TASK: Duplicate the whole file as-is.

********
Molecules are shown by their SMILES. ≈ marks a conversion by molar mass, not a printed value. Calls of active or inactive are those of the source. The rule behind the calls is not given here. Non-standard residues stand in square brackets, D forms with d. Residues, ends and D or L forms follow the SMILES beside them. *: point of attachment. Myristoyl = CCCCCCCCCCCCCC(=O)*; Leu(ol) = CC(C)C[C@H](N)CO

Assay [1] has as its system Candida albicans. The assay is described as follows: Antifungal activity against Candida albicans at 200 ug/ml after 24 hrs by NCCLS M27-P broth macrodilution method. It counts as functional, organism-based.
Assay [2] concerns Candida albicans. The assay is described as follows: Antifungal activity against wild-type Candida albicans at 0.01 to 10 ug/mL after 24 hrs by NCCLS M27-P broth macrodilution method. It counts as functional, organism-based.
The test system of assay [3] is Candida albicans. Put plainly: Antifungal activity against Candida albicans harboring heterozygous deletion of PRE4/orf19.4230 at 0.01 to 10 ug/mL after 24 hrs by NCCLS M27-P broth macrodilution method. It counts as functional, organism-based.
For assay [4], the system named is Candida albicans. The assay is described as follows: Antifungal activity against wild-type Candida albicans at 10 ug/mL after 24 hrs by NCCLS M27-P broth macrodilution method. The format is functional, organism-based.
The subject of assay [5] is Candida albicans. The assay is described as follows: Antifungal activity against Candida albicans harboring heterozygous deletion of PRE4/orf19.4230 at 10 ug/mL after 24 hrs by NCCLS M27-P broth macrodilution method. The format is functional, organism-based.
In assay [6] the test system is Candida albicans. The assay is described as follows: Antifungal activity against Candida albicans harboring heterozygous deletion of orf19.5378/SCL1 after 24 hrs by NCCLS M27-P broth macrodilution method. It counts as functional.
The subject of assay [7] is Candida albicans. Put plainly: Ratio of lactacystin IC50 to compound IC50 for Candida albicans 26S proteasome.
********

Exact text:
Molecules are shown by their SMILES. ≈ marks a conversion by molar mass, not a printed value. Calls of active or inactive are those of the source. The rule behind the calls is not given here. Non-standard residues stand in square brackets, D forms with d. Residues, ends and D or L forms follow the SMILES beside them. *: point of attachment. Myristoyl = CCCCCCCCCCCCCC(=O)*; Leu(ol) = CC(C)C[C@H](N)CO

Assay [1] has as its system Candida albicans. The assay is described as follows: Antifungal activity against Candida albicans at 200 ug/ml after 24 hrs by NCCLS M27-P broth macrodilution method. It counts as functional, organism-based.
Assay [2] concerns Candida albicans. The assay is described as follows: Antifungal activity against wild-type Candida albicans at 0.01 to 10 ug/mL after 24 hrs by NCCLS M27-P broth macrodilution method. It counts as functional, organism-based.
The test system of assay [3] is Candida albicans. Put plainly: Antifungal activity against Candida albicans harboring heterozygous deletion of PRE4/orf19.4230 at 0.01 to 10 ug/mL after 24 hrs by NCCLS M27-P broth macrodilution method. It counts as functional, organism-based.
For assay [4], the system named is Candida albicans. The assay is described as follows: Antifungal activity against wild-type Candida albicans at 10 ug/mL after 24 hrs by NCCLS M27-P broth macrodilution method. The format is functional, organism-based.
The subject of assay [5] is Candida albicans. The assay is described as follows: Antifungal activity against Candida albicans harboring heterozygous deletion of PRE4/orf19.4230 at 10 ug/mL after 24 hrs by NCCLS M27-P broth macrodilution method. The format is functional, organism-based.
In assay [6] the test system is Candida albicans. The assay is described as follows: Antifungal activity against Candida albicans harboring heterozygous deletion of orf19.5378/SCL1 after 24 hrs by NCCLS M27-P broth macrodilution method. It counts as functional.
The subject of assay [7] is Candida albicans. Put plainly: Ratio of lactacystin IC50 to compound IC50 for Candida albicans 26S proteasome.